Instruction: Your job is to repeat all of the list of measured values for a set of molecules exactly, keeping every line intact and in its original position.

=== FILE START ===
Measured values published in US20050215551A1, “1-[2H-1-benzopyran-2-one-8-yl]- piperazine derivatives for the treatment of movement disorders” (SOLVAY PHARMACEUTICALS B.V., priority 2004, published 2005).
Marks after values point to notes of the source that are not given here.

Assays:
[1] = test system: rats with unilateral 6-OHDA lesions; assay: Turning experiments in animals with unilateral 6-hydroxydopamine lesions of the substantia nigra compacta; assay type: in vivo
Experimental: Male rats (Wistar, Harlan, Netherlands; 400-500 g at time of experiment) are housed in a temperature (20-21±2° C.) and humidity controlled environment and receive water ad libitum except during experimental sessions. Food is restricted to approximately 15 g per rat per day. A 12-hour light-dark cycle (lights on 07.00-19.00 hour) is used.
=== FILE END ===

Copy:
Measured values published in US20050215551A1, “1-[2H-1-benzopyran-2-one-8-yl]- piperazine derivatives for the treatment of movement disorders” (SOLVAY PHARMACEUTICALS B.V., priority 2004, published 2005).
Marks after values point to notes of the source that are not given here.

Assays:
[1] = test system: rats with unilateral 6-OHDA lesions; assay: Turning experiments in animals with unilateral 6-hydroxydopamine lesions of the substantia nigra compacta; assay type: in vivo
Experimental: Male rats (Wistar, Harlan, Netherlands; 400-500 g at time of experiment) are housed in a temperature (20-21±2° C.) and humidity controlled environment and receive water ad libitum except during experimental sessions. Food is restricted to approximately 15 g per rat per day. A 12-hour light-dark cycle (lights on 07.00-19.00 hour) is used.